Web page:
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A little about my artwork: I interpret the words written on a page by telling the story behind the story working with pen and ink, watercolor and Photoshop, I fuse old techniques with modern ones to create a world that every drawing can speak to a child or grownups.

Monday, June 2, 2014

Thinking Visually in Novels by Anna Staniszewski

 welcome Anna to my blog 
Thinking Visually in Novels by Anna Staniszewski

I must admit that I’m not a very visual person. When I picture a scene as I’m writing it, the details tend to be vague and blobby in my mind. Only after several revisions does the scene feel more concrete. Luckily, I’ve come up with a few strategies that help the process along.

1. Imagine with the senses Instead of only thinking about how something looks, I think about how it feels, smells, etc. If a character is holding a blue mug, does she keep running her finger over a chip on the side? Does the mug smell like coffee no matter how many times she washes it? Forcing myself to think beyond the visual helps me imagine the scene more completely, so that the visual details become stronger in the process.

2. Keep the character in mind It’s great to paint a picture for the reader, but I view passages of pure description as missed opportunities. Instead of simply stating that a character wears purple all the time, what if that detail tells us something more about her? Maybe purple is her favorite color because it reminds her of the grape lollipop her dad gave her the last time she saw him. Giving your details more dimension can give your characters added dimension too.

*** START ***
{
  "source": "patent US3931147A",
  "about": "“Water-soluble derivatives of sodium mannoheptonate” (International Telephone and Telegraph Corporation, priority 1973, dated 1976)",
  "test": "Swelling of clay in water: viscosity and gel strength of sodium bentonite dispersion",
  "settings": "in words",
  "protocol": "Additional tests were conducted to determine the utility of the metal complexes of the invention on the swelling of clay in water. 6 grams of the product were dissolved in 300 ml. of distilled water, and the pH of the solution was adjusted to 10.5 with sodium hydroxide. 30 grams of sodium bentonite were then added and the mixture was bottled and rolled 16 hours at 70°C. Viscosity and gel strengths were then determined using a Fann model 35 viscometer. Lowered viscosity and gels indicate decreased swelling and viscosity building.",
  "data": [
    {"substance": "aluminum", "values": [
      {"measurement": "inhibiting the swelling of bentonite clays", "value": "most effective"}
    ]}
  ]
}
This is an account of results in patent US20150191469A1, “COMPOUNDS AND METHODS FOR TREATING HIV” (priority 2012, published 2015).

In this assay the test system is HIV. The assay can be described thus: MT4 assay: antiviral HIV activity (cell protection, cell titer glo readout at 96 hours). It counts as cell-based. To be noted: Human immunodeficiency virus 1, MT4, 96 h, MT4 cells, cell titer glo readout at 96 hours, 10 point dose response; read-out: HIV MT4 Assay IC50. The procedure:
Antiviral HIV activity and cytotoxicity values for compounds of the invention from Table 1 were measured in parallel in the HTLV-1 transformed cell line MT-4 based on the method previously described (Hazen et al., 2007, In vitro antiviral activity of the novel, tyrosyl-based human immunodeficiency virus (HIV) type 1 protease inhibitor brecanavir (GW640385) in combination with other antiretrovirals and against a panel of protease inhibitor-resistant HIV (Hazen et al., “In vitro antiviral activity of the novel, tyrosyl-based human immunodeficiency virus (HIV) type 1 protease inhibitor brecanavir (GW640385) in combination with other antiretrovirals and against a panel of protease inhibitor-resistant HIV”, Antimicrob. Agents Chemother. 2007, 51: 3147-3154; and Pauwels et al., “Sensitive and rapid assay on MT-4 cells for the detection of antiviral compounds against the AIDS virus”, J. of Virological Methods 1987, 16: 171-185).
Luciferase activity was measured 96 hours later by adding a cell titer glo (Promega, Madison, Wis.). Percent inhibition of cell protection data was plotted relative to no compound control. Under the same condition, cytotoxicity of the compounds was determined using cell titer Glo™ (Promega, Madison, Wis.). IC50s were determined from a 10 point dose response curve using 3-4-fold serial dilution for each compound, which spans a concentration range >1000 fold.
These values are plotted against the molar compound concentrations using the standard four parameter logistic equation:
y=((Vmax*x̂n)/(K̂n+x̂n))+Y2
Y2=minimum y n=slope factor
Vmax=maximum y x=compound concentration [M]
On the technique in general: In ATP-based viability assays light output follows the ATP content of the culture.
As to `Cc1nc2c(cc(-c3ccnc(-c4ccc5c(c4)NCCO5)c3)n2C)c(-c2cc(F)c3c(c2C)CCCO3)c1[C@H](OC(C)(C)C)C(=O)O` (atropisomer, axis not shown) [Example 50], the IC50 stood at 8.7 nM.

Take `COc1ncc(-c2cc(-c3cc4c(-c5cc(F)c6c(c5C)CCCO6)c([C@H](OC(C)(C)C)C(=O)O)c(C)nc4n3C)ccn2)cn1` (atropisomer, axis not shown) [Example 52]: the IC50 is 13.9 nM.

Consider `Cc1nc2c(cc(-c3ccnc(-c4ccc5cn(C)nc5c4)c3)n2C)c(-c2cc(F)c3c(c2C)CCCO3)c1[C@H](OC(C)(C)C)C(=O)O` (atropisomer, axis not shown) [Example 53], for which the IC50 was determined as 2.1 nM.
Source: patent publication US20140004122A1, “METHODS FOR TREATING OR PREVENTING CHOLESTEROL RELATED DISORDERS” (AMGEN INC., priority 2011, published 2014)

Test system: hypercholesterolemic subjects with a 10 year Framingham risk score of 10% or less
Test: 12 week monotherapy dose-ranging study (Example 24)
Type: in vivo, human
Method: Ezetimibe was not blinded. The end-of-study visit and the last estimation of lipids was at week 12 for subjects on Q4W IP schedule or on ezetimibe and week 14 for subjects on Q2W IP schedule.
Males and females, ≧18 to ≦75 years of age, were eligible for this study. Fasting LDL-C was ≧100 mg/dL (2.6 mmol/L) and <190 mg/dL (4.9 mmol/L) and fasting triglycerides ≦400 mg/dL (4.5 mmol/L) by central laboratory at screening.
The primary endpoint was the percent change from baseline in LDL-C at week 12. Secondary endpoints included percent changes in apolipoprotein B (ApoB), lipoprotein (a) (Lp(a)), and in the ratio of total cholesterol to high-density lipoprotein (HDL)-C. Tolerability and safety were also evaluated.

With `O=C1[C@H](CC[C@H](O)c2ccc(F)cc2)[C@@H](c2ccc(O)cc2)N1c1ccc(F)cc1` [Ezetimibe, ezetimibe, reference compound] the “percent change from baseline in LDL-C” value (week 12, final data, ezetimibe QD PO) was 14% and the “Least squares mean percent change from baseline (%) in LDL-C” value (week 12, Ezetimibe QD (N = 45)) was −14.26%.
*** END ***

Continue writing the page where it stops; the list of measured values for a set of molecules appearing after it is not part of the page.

3. Repeat for emphasis We don’t want to hit readers over the head, but a strong repeated image, especially one whose meaning deepens over the course of the story, can work well for emphasis. This type of repetition can also work with the other senses, to help us show how the meaning of those experiences changes for the character over time. And that’s it! Of course, there are lots of other techniques I use to make my scenes more concrete, but these are the main ones that keep me on track and ensure that my characters aren’t just vague blobs floating around in empty space.

Bio: Born in Poland and raised in the United States, Anna Staniszewski grew up loving stories in both Polish and English. Currently, she lives outside Boston with her husband and their crazy dog. When she’s not writing, Anna spends her time reading, daydreaming, and challenging unicorns to games of hopscotch. She is the author of the My Very UnFairy Tale Life series and the Dirt Diary series. Her newest book, The Prank List, releases on July 1st from Sourcebooks.
 You can visit Anna at


  1. Replies
    1. You are welcome. Help yourself to anything in the frig

  2. I thought I was the only writer who didn't "visualize" a scene like a movie. I too see the scene as sort of smudgy in my head and only after revisions does it become clear. Love your tips. Going to use them.


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